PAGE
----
Breathtaking, beautiful & underrated.
I came across this book by chance in the library, only picking it up because I have a particular interest in lizards. I took it home only because its narrator is a gecko. Somehow, the book avoids turning it’s reptilian narrator into a gimmick. It is, instead, an unusual and helpful point of view, with the gecko becoming a character in his own right. I knew I had to have my own copy.
This was a lot of firsts for me. Certainly the first book I’ve read narrated by a lizard, but also my first book set in Angola, my first book with an albino narrator, and my first book translated from Portuguese.
Félix is an interesting man, flawed and shrouded in an intricately constructed history, barely aware of which of his memories are real and which are figments of his vivid imagination, dreamt up long ago and now only a step away from reality. He is ready to believe anything, and it’s this trait that carries so much of the wonder and mystery in the book.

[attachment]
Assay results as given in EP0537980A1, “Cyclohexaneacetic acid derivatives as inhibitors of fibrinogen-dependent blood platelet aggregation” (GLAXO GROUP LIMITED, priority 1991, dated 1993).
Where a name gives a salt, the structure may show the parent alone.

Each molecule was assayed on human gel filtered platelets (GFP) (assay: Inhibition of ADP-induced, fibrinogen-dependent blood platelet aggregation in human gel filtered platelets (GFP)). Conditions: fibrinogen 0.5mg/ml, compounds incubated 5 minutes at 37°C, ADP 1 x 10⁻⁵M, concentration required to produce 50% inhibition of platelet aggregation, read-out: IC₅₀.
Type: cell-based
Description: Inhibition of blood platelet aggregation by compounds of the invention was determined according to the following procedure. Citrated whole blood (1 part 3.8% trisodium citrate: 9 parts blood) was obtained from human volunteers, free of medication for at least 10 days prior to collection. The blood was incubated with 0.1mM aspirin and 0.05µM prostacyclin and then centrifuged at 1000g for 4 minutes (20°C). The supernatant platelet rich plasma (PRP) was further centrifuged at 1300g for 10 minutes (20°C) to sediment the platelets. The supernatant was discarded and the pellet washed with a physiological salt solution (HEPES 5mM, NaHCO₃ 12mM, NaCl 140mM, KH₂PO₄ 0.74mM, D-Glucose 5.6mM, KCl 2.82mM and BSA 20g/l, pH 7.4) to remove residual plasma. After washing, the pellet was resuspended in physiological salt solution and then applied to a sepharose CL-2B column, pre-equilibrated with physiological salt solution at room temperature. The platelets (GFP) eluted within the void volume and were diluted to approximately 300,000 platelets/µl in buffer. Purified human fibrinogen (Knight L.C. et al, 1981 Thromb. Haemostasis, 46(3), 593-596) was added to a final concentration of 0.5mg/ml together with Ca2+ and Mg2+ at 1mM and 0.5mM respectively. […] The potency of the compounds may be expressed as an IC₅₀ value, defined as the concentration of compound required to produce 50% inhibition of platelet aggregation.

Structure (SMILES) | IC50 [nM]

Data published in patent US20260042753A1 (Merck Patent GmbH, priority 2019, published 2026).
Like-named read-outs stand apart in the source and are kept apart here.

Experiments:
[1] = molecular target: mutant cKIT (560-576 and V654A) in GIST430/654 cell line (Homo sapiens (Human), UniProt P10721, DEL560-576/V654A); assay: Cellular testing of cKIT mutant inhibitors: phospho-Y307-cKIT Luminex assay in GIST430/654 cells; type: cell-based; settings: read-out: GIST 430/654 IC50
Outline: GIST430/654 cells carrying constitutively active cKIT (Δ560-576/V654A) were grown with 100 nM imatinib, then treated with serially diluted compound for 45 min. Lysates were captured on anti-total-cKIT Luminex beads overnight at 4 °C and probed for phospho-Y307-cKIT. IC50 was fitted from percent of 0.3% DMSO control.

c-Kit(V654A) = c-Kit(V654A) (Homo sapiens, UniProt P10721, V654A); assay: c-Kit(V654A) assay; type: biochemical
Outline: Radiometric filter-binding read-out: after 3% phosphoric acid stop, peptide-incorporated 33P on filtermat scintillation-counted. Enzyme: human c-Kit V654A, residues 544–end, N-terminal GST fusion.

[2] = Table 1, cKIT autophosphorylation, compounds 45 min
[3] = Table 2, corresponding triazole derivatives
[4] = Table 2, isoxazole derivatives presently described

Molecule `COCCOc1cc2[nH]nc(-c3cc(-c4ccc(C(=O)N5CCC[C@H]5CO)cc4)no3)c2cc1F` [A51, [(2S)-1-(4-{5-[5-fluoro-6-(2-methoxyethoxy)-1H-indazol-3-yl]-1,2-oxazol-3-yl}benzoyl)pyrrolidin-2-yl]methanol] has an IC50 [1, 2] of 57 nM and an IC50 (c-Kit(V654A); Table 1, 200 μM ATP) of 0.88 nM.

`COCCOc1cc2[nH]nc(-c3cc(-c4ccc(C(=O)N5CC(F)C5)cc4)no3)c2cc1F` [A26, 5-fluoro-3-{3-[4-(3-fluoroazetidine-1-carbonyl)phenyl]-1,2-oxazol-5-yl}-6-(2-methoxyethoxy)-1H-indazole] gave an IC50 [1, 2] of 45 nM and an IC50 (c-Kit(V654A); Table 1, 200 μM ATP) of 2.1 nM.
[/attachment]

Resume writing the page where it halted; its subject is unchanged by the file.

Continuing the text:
With beautiful descriptions, with stunning metaphor, I was carried through this book barely touching the ground. It doesn’t read like a murder-mystery, or even particularly like a plot-driven story. This book is one long dream. We have Félix. We have the foreigner, living a past he paid to have designed. We have Ângela Lúcia, collector of light not only in her art but in her body, in her very existence.
This book is scattered with snapshots of Angolan history, praise and love for authors and fictional worlds, philosophy on memory and truth, and lines that left me breathless.